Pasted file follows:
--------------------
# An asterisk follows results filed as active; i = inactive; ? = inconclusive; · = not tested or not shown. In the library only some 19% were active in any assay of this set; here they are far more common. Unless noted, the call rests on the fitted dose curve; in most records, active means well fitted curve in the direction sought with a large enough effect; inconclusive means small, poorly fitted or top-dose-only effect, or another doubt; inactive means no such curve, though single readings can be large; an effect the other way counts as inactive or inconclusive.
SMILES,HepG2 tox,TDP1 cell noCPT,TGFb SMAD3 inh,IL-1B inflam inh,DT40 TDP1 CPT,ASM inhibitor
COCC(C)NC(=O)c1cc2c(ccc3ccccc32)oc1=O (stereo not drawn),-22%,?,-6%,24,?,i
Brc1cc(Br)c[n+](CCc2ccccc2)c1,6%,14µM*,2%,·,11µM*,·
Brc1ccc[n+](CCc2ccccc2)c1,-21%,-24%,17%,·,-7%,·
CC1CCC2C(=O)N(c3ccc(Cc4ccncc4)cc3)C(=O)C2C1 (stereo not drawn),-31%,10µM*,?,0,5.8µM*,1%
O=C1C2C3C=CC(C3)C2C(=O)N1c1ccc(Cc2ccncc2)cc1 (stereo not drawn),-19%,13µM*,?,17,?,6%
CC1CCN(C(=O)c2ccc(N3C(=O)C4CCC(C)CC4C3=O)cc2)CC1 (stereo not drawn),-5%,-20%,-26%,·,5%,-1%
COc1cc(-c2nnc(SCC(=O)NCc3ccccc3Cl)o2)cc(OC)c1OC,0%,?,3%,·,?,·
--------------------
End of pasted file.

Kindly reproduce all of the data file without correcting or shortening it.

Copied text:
# An asterisk follows results filed as active; i = inactive; ? = inconclusive; · = not tested or not shown. In the library only some 19% were active in any assay of this set; here they are far more common. Unless noted, the call rests on the fitted dose curve; in most records, active means well fitted curve in the direction sought with a large enough effect; inconclusive means small, poorly fitted or top-dose-only effect, or another doubt; inactive means no such curve, though single readings can be large; an effect the other way counts as inactive or inconclusive.
SMILES,HepG2 tox,TDP1 cell noCPT,TGFb SMAD3 inh,IL-1B inflam inh,DT40 TDP1 CPT,ASM inhibitor
COCC(C)NC(=O)c1cc2c(ccc3ccccc32)oc1=O (stereo not drawn),-22%,?,-6%,24,?,i
Brc1cc(Br)c[n+](CCc2ccccc2)c1,6%,14µM*,2%,·,11µM*,·
Brc1ccc[n+](CCc2ccccc2)c1,-21%,-24%,17%,·,-7%,·
CC1CCC2C(=O)N(c3ccc(Cc4ccncc4)cc3)C(=O)C2C1 (stereo not drawn),-31%,10µM*,?,0,5.8µM*,1%
O=C1C2C3C=CC(C3)C2C(=O)N1c1ccc(Cc2ccncc2)cc1 (stereo not drawn),-19%,13µM*,?,17,?,6%
CC1CCN(C(=O)c2ccc(N3C(=O)C4CCC(C)CC4C3=O)cc2)CC1 (stereo not drawn),-5%,-20%,-26%,·,5%,-1%
COc1cc(-c2nnc(SCC(=O)NCc3ccccc3Cl)o2)cc(OC)c1OC,0%,?,3%,·,?,·